If, like me, you can’t help but think that the you-know-what is going to hit the fan any day now, then it’s time to get prepared. This spring, why not try your hand at growing potatoes? And if you already do, why not try out a few new varieties?

This week only, until Monday, March 4, we’re taking 15% off all seed potato orders.

Choose from nine different varieties … or if you can’t decide, get our potato sampler of five different varieties at an even greater discount. To claim your 15% discount, use the coupon code REASON.

Here’s what’s in stock right now:

German Butterball, with its buttery yellow flesh, is an excellent all-purpose variety good for roasting, frying, and especially for mashed potatoes. This award-winning potato does well in long-term storage too.


La Ratte is a top quality French variety highly sought after by chefs. If you’re a “foodie,” this potato is a must-have. Great for boiling, roasting, and frying, it has a smooth buttery texture and a delicious nutty flavor. Like potato salad? This is the potato you want, since it holds its shape well when cooked.


Purple Viking makes a great all around, general purpose potato. Love mashed potatoes? Then you’ll love the snowy white flesh and slightly sweet flavor of this potato.  Delicious when harvested early too.



Rose Finn Apple fingerlings hold their shape exceptionally well when cooked. They’re perfect for potato salad, as well as steaming, frying, boiling, or roasting.



Yukon Gold is the most widely grown specialty potato. It’s a great all-around potato for baking, roasting, frying, mashing, or in salads. Plus, it matures early so you won’t have to wait as long to harvest.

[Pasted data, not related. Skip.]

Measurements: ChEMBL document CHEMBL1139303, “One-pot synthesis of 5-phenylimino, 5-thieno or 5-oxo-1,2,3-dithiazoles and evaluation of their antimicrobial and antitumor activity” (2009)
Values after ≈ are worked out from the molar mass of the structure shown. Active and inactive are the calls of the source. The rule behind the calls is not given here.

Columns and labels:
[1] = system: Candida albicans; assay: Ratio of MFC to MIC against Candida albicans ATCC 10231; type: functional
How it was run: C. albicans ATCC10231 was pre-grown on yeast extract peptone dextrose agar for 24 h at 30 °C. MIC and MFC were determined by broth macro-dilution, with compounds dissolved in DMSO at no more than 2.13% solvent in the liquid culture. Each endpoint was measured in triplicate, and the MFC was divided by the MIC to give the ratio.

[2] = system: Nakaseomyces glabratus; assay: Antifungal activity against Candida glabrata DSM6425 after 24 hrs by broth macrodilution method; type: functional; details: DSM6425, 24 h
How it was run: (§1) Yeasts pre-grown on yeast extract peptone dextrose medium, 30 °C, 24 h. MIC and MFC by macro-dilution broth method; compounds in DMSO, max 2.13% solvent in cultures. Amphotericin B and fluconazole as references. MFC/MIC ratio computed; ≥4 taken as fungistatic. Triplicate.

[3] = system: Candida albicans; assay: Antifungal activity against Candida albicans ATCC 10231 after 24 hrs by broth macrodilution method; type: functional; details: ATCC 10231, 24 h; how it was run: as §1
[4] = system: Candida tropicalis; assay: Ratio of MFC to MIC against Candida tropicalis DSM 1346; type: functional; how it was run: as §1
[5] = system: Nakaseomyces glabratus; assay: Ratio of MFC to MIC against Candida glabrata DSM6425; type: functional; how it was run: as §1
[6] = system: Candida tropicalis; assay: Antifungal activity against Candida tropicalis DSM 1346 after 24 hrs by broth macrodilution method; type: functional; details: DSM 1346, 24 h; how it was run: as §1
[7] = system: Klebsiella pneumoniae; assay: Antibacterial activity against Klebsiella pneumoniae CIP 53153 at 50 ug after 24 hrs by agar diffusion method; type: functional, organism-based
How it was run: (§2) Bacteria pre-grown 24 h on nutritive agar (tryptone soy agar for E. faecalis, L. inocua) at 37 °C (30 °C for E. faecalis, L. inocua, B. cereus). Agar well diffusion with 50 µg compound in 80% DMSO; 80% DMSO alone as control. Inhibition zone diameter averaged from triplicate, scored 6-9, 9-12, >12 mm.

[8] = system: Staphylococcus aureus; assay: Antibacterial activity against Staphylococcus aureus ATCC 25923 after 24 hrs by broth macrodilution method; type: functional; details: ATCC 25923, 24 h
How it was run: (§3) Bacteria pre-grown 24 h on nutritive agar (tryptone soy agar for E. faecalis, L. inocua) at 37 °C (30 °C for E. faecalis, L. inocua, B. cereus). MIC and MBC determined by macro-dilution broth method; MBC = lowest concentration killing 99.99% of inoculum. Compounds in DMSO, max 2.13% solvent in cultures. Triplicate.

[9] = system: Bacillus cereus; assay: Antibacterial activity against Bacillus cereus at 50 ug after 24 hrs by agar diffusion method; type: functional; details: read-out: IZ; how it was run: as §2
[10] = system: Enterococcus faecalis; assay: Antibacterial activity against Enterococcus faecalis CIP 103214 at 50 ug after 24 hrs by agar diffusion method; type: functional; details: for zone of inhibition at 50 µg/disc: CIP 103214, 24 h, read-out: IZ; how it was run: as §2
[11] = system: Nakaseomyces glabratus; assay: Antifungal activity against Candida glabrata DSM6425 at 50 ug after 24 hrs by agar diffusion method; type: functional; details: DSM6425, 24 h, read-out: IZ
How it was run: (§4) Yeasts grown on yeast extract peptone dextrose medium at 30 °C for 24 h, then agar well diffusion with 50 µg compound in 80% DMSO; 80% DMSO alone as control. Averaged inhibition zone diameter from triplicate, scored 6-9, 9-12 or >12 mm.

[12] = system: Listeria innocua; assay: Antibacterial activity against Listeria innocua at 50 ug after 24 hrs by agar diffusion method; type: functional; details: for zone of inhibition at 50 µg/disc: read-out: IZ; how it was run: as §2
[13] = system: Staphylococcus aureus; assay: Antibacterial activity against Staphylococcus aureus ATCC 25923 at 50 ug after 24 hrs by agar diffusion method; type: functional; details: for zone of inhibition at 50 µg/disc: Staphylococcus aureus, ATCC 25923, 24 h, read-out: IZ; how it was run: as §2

All Blue is the best blue potato variety you’ll find. With its outstanding flavor and moist texture, it’s great for roasting, frying, and most fun of all, making colorful blue chips.



Desiree  Red skin and gold flesh with a moist creamy texture. It’s an excellent choice for a general purpose potato.



Bintje is, hands down, the best variety for French fries. It grows well in a wide range of soils and stores exceptionally well.



Kennebec has long been a staple of gourmet restaurants and farmers markets, and is now catching on with home gardeners. Another excellent all-purpose potato that stores well.



15% Off All Seed Potatoes
1 Week Only!

Order by Monday, March 3, and use coupon code REASON to claim your discount. Click here to order.

For generations before us, potatoes represented freedom in a way that growing corn or wheat did not. It truly took a village to bring in a crop of corn or wheat, since those crops are labor intensive and required tools and technologies that were beyond the economic reach of one household. A single sack of seed potatoes meant one thing: self-reliance. A man could feed his family and not worry about starving. The ability to be a completely self-reliant food producer was a hedge against oppression and tyranny.

What’s different today? Nothing. In fact, the self-reliance that the potato endows is more important than ever. And if you agree, then I urge you to plant potatoes in your garden this year.

Planting time is just around the corner!